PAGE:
No victor is likely in costly new battles between Turkey and Syrian Kurdish forces in north-western Syria. Difficulties faced by Turkish troops include a hostile population and hilly territory that favours its battle-hardened insurgent foes, and the offensive puts new stress on Turkey’s already strained relationship with its main strategic ally, the U.S.
“No winners” in Turkey’s fight in Syria - Crisis Group
Turkey’s ongoing military operation against Kurdish fighters in northwest Syria is “likely to prove indecisive and costly to both sides”, and could lead to terrorist attacks within Turkey, according to a report by the independent conflict prevention organisation International Crisis Group (ICG).
Turkey’s “Operation Olive Branch” began on Jan. 20, with the Turkish armed forces aiming to defeat the mainly Kurdish People’s Protection Units (YPG) holding the town of Afrin and its surrounding area. Turkey considers the YPG to be a satellite of the Kurdistan Workers’ Party (PKK), an armed separatist group designated as terrorists by Turkey and its allies which has resumed decades of conflict with the Turkish state after the breakdown of peace negotiations in 2015.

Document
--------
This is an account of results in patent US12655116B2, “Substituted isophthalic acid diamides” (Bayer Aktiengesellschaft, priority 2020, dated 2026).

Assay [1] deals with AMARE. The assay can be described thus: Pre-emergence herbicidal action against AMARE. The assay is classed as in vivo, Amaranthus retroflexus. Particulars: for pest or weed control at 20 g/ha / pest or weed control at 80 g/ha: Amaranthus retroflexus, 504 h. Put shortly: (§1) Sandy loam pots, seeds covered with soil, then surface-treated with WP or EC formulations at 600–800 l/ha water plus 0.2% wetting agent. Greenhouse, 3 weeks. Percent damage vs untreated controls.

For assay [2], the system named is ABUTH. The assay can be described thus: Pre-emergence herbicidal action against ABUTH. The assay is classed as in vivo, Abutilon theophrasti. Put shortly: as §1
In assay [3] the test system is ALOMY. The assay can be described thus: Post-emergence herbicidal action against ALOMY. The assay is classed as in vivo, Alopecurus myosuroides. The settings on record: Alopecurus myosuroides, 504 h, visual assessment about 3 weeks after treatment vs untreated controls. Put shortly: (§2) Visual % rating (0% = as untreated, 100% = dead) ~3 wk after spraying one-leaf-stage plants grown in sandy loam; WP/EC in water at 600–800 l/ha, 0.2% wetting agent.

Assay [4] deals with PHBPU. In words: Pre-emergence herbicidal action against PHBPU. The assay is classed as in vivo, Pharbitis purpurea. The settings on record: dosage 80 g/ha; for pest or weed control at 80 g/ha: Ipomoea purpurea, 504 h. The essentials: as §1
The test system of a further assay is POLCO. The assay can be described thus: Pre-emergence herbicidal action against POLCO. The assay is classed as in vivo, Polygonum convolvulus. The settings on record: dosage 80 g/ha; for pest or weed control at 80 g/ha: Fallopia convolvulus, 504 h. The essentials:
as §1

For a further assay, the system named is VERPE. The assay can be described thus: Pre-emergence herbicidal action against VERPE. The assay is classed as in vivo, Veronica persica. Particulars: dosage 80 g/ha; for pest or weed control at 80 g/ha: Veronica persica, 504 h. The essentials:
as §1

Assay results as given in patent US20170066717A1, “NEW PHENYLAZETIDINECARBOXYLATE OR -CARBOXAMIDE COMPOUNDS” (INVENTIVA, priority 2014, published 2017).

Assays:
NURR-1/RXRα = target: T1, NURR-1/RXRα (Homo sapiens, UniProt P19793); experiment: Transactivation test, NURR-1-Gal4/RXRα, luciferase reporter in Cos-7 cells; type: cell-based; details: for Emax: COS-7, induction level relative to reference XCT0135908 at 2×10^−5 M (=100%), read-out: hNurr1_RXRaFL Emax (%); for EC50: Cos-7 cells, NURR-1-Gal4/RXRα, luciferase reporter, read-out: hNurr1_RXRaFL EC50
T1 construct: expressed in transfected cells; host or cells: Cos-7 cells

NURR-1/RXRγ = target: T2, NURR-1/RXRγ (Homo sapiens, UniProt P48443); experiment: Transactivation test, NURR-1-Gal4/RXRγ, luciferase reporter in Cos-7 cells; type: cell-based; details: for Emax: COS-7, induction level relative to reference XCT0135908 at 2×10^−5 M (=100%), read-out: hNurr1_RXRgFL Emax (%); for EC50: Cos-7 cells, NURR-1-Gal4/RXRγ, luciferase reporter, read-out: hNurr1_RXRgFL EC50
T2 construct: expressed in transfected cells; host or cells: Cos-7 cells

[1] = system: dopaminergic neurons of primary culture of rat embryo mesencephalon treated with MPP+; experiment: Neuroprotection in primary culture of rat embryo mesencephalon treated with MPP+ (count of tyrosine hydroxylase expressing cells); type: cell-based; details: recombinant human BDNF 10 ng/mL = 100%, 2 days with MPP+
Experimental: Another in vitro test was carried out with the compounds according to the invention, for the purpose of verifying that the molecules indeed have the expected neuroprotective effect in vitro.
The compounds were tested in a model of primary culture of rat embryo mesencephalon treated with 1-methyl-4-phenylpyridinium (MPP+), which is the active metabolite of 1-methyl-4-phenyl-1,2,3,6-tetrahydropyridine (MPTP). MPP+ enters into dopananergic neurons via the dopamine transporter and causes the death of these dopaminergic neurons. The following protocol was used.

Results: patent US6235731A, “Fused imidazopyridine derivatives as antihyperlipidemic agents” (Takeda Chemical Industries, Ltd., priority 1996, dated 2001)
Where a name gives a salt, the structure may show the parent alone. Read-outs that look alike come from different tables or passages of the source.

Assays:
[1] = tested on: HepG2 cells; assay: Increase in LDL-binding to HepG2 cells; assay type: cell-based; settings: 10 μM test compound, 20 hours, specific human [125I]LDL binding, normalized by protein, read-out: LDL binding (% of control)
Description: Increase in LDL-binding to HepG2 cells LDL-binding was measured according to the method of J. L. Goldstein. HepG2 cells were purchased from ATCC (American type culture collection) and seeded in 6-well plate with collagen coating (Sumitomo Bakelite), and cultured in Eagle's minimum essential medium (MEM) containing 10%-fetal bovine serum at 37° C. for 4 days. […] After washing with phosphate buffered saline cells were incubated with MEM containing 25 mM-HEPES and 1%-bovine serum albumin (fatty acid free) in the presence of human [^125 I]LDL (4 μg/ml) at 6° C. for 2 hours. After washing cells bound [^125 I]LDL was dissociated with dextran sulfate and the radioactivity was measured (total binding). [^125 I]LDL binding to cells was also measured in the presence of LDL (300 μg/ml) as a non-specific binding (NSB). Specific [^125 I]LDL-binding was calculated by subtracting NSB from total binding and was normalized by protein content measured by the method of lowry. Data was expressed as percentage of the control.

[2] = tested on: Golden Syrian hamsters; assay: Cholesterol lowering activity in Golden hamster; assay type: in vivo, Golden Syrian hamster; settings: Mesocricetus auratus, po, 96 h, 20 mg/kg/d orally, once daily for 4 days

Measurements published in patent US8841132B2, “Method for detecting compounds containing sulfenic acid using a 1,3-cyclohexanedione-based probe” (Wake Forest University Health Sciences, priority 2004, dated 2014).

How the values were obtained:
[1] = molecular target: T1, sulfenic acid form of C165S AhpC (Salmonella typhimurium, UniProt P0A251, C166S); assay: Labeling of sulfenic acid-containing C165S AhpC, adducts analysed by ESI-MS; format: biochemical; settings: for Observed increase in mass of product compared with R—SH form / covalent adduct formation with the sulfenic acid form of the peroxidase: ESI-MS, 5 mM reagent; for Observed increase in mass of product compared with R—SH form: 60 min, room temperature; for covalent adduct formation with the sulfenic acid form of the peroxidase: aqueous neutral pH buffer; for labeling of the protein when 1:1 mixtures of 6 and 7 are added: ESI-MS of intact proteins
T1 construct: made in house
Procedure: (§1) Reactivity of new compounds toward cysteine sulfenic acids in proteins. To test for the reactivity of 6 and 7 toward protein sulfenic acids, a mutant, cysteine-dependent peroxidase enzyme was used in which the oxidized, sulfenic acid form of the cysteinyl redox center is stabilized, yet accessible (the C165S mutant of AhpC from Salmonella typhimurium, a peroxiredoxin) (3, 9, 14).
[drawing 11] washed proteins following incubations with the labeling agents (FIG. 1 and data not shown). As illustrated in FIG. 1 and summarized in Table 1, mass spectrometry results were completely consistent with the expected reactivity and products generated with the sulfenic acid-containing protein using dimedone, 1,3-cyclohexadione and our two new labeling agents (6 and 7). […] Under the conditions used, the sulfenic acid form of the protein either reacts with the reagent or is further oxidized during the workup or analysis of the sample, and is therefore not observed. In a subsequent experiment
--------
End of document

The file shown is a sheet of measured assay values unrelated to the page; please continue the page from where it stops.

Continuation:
The fight for Afrin will be “particularly challenging” for Turkey, due to deeply rooted support for the YPG in Afrin, according to Noah Bonsey, the ICG’s senior analyst on Syria and author of the report. The rocky and wooded terrain in the region is also particularly suitable for guerilla warfare, so holding Afrin against a “potent, deeply-motivated insurgency” would prove costly.
Moreover, the conflict may drive the PKK to “revert to bombings in Turkish cities”, a tactic that the organisation had used until ceasing bombings last year, Bonsey writes, “likely due in part to Washington’s exhortation”.
The involvement of the United States in the complex conflict in Syria is another potential source of serious trouble for Turkey. The YPG have been receiving weapons and training by the United States, which considers the group indispensable allies in the fight against the jihadist Islamic State, and U.S. troops are stationed in Manbij, another area in northern Syria that Turkey’s President Recep Tayyip Erdoğan has vowed to attack after the Afrin operation.
Such an attack, however, could bring Turkish troops into direct conflict with those of its NATO ally the United States.
Bonsey recommends that the interests of both sides would be best served by a “quid pro quo” – the immediate ceasefire and withdrawal of arms from Turkey by the PKK, in exchange for a return to the peace process and “acquiescence to continued YPG control within much of northern Syria” by Ankara.